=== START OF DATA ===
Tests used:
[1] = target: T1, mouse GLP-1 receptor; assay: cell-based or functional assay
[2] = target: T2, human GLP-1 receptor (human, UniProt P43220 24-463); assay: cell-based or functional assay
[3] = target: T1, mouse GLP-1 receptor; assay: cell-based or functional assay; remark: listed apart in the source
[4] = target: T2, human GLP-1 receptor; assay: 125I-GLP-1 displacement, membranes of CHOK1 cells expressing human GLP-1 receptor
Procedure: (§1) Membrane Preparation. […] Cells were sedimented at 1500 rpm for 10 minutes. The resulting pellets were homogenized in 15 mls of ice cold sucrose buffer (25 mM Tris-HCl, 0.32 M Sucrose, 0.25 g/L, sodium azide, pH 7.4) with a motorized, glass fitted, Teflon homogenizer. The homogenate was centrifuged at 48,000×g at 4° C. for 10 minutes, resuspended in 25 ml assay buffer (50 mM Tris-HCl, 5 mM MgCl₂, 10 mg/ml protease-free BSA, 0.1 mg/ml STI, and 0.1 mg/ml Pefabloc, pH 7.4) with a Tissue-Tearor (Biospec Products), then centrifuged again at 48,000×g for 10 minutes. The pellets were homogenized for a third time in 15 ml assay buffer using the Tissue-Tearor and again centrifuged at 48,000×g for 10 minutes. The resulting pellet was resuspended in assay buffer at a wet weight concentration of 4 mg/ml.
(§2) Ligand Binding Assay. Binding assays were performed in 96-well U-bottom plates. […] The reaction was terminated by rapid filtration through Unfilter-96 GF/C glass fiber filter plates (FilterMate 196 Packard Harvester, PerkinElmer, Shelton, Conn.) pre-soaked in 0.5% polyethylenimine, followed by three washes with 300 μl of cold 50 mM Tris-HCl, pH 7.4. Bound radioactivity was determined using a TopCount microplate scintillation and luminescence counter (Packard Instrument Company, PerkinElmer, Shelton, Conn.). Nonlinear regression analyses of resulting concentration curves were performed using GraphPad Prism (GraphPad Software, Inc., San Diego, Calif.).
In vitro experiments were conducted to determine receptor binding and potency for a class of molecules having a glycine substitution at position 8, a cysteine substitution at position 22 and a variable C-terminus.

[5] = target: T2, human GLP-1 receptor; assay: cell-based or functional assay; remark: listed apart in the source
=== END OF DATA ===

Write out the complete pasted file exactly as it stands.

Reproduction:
Tests used:
[1] = target: T1, mouse GLP-1 receptor; assay: cell-based or functional assay
[2] = target: T2, human GLP-1 receptor (human, UniProt P43220 24-463); assay: cell-based or functional assay
[3] = target: T1, mouse GLP-1 receptor; assay: cell-based or functional assay; remark: listed apart in the source
[4] = target: T2, human GLP-1 receptor; assay: 125I-GLP-1 displacement, membranes of CHOK1 cells expressing human GLP-1 receptor
Procedure: (§1) Membrane Preparation. […] Cells were sedimented at 1500 rpm for 10 minutes. The resulting pellets were homogenized in 15 mls of ice cold sucrose buffer (25 mM Tris-HCl, 0.32 M Sucrose, 0.25 g/L, sodium azide, pH 7.4) with a motorized, glass fitted, Teflon homogenizer. The homogenate was centrifuged at 48,000×g at 4° C. for 10 minutes, resuspended in 25 ml assay buffer (50 mM Tris-HCl, 5 mM MgCl₂, 10 mg/ml protease-free BSA, 0.1 mg/ml STI, and 0.1 mg/ml Pefabloc, pH 7.4) with a Tissue-Tearor (Biospec Products), then centrifuged again at 48,000×g for 10 minutes. The pellets were homogenized for a third time in 15 ml assay buffer using the Tissue-Tearor and again centrifuged at 48,000×g for 10 minutes. The resulting pellet was resuspended in assay buffer at a wet weight concentration of 4 mg/ml.
(§2) Ligand Binding Assay. Binding assays were performed in 96-well U-bottom plates. […] The reaction was terminated by rapid filtration through Unfilter-96 GF/C glass fiber filter plates (FilterMate 196 Packard Harvester, PerkinElmer, Shelton, Conn.) pre-soaked in 0.5% polyethylenimine, followed by three washes with 300 μl of cold 50 mM Tris-HCl, pH 7.4. Bound radioactivity was determined using a TopCount microplate scintillation and luminescence counter (Packard Instrument Company, PerkinElmer, Shelton, Conn.). Nonlinear regression analyses of resulting concentration curves were performed using GraphPad Prism (GraphPad Software, Inc., San Diego, Calif.).
In vitro experiments were conducted to determine receptor binding and potency for a class of molecules having a glycine substitution at position 8, a cysteine substitution at position 22 and a variable C-terminus.

[5] = target: T2, human GLP-1 receptor; assay: cell-based or functional assay; remark: listed apart in the source